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I called Leroy on the radio. "Where are you?"
"My ETA is about five minutes," he said.
I knew him well enough to know when he said "about," he'd be here in ten or so. "I'm heading in the front door. I want you at the back door as soon as you get here."
"Kate, I said I'd be there in five!"
"Good. Take the back." I wasn't waiting. I drew my gun.
The unlocked front door didn't surprise me. A lot of people didn't lock houses in this small town. As I quietly pushed open the door, I couldn't help but wonder if I'd be safer if the place was locked, forcing me to bang on the outside and yell "police." But then, you didn't know which was the best bet, going in quiet or announced.
Just inside was a foyer with a fireplace that looked as if it hadn't been used for years. I stopped and listened. Silence, except for the hard thumping of my heart. I swallowed. I was scared, but I was more scared about Janie. A small prayer flashed through my mind and I again started forward.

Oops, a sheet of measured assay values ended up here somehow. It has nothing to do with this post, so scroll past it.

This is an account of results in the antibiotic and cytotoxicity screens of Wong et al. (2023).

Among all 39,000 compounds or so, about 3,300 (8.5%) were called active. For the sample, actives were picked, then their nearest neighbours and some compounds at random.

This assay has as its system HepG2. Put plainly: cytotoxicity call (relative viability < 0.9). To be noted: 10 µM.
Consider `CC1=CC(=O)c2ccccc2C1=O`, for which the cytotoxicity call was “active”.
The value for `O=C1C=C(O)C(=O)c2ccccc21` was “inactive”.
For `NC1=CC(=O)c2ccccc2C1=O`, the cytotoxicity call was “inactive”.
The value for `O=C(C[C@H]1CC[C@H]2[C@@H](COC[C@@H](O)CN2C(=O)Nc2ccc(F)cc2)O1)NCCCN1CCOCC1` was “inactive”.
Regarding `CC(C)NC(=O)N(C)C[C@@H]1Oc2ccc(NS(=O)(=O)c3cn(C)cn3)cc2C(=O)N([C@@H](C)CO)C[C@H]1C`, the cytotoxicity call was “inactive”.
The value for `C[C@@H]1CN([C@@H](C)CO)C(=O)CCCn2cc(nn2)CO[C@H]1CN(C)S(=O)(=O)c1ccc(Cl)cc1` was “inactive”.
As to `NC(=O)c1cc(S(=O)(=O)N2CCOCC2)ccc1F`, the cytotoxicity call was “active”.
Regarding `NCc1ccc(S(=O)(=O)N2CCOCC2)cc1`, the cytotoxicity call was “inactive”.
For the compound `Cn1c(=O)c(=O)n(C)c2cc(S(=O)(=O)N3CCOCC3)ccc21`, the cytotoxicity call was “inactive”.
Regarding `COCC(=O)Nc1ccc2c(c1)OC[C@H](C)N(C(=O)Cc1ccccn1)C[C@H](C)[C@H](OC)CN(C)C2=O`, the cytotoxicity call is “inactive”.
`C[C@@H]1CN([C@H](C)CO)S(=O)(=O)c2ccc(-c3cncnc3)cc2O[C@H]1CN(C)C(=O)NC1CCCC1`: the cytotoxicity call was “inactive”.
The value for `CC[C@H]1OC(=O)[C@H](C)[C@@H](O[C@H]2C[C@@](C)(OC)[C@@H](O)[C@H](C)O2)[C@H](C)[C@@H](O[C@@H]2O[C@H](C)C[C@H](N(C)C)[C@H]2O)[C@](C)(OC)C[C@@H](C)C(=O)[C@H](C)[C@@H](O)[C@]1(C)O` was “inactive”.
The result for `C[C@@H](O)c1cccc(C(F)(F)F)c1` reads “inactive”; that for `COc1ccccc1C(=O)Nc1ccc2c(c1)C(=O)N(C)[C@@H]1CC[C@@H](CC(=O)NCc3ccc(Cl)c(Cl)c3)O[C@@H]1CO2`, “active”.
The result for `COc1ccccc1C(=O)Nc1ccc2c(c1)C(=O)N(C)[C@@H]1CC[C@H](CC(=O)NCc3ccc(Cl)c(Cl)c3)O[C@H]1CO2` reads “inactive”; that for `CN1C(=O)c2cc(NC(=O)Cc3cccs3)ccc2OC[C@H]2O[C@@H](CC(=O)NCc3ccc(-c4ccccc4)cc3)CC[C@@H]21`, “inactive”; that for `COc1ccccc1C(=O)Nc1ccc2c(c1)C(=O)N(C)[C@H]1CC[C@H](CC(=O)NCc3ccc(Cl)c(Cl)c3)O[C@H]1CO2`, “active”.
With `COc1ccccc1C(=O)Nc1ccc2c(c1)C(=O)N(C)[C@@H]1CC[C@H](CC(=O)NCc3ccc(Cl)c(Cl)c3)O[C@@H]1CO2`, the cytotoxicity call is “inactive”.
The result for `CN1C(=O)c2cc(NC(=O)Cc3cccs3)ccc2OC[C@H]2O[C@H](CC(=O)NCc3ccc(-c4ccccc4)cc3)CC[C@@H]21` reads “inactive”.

The smell of old brass fixtures mingled with that of pristine upholstery from the stiff parlor chairs. A small stand between the chairs held a lamp, the statue of a woman holding up a light. Beside the lamp was a large, black bible. While standing on an Oriental rug, I watched and listened for any telltale signs of someone lurking in the shadows. A light shone from a hall at the far end of the living room.
I heard each breath I took as I made my way toward the illumination I was fairly sure led to the kitchen. The hardwood floors made stepping silently a challenge. After rounding the corner, I froze. Strands of auburn hair lay limply on the tiled floor next to a broken teacup and saucer. Iforced my next breath and my next step. The rest of the body came into view. Ethel Gregory was sprawled on the floor. One hand leaned against the leg of the kitchen table. Her face was antique white.
I scanned the kitchen to make sure I was alone, then bent and touched Ethel's neck. Cool flesh tingled at my fingertips. Her pulse had long ago faded. This was the first time I'd touched a dead body. As I withdrew my fingers, they still felt an unnatural numbness.
Relief clashed with guilt as I realized the victim was Ethel, not Janie. But was Janie safe? A rustle sounded from behind. With a smooth motion I came upright, tightened my grip on my gun and spun around.